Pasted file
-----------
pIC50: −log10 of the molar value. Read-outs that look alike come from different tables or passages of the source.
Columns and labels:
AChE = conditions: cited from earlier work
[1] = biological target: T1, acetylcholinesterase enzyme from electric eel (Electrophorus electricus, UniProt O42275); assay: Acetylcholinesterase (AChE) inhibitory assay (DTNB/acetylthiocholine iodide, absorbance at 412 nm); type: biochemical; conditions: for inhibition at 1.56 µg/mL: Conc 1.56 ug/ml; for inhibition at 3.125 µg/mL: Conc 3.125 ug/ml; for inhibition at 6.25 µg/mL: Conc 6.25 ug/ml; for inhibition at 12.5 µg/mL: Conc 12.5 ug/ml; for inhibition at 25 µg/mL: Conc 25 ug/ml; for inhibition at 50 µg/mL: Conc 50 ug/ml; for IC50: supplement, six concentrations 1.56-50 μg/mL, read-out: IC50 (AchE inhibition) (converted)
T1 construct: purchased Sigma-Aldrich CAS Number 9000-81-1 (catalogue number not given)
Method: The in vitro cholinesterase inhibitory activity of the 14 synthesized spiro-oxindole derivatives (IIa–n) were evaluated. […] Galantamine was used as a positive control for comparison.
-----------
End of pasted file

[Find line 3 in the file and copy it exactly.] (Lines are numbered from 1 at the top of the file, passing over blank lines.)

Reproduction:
AChE = conditions: cited from earlier work